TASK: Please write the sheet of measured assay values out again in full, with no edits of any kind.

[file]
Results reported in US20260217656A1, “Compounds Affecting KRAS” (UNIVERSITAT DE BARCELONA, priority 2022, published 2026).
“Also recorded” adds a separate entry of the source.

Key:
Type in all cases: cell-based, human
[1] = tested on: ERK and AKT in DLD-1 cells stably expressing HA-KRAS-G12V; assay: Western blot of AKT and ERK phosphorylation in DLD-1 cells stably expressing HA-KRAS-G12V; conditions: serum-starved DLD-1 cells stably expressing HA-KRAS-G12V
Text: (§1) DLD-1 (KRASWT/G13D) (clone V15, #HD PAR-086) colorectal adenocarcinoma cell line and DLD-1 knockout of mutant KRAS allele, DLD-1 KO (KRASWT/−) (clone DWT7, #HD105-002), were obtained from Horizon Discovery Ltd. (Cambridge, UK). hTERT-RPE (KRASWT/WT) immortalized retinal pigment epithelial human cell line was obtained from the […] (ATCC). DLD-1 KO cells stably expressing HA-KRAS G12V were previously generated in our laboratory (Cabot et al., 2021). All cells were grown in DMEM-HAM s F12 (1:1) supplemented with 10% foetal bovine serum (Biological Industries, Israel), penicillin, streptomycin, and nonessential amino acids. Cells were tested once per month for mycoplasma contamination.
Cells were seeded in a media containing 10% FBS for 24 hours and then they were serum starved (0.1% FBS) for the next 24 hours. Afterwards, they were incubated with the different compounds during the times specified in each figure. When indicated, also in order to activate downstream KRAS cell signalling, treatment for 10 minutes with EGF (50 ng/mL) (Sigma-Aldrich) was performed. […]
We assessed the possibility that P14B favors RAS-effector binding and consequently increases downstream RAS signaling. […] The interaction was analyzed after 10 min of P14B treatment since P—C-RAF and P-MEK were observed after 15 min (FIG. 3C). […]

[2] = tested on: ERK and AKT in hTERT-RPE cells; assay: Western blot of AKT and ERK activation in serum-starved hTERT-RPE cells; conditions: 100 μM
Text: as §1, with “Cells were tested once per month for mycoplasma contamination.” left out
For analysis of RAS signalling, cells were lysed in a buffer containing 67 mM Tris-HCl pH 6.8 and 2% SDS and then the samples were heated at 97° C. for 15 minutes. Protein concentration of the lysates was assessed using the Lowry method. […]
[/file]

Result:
Results reported in US20260217656A1, “Compounds Affecting KRAS” (UNIVERSITAT DE BARCELONA, priority 2022, published 2026).
“Also recorded” adds a separate entry of the source.

Key:
Type in all cases: cell-based, human
[1] = tested on: ERK and AKT in DLD-1 cells stably expressing HA-KRAS-G12V; assay: Western blot of AKT and ERK phosphorylation in DLD-1 cells stably expressing HA-KRAS-G12V; conditions: serum-starved DLD-1 cells stably expressing HA-KRAS-G12V
Text: (§1) DLD-1 (KRASWT/G13D) (clone V15, #HD PAR-086) colorectal adenocarcinoma cell line and DLD-1 knockout of mutant KRAS allele, DLD-1 KO (KRASWT/−) (clone DWT7, #HD105-002), were obtained from Horizon Discovery Ltd. (Cambridge, UK). hTERT-RPE (KRASWT/WT) immortalized retinal pigment epithelial human cell line was obtained from the […] (ATCC). DLD-1 KO cells stably expressing HA-KRAS G12V were previously generated in our laboratory (Cabot et al., 2021). All cells were grown in DMEM-HAM s F12 (1:1) supplemented with 10% foetal bovine serum (Biological Industries, Israel), penicillin, streptomycin, and nonessential amino acids. Cells were tested once per month for mycoplasma contamination.
Cells were seeded in a media containing 10% FBS for 24 hours and then they were serum starved (0.1% FBS) for the next 24 hours. Afterwards, they were incubated with the different compounds during the times specified in each figure. When indicated, also in order to activate downstream KRAS cell signalling, treatment for 10 minutes with EGF (50 ng/mL) (Sigma-Aldrich) was performed. […]
We assessed the possibility that P14B favors RAS-effector binding and consequently increases downstream RAS signaling. […] The interaction was analyzed after 10 min of P14B treatment since P—C-RAF and P-MEK were observed after 15 min (FIG. 3C). […]

[2] = tested on: ERK and AKT in hTERT-RPE cells; assay: Western blot of AKT and ERK activation in serum-starved hTERT-RPE cells; conditions: 100 μM
Text: as §1, with “Cells were tested once per month for mycoplasma contamination.” left out
For analysis of RAS signalling, cells were lysed in a buffer containing 67 mM Tris-HCl pH 6.8 and 2% SDS and then the samples were heated at 97° C. for 15 minutes. Protein concentration of the lysates was assessed using the Lowry method. […]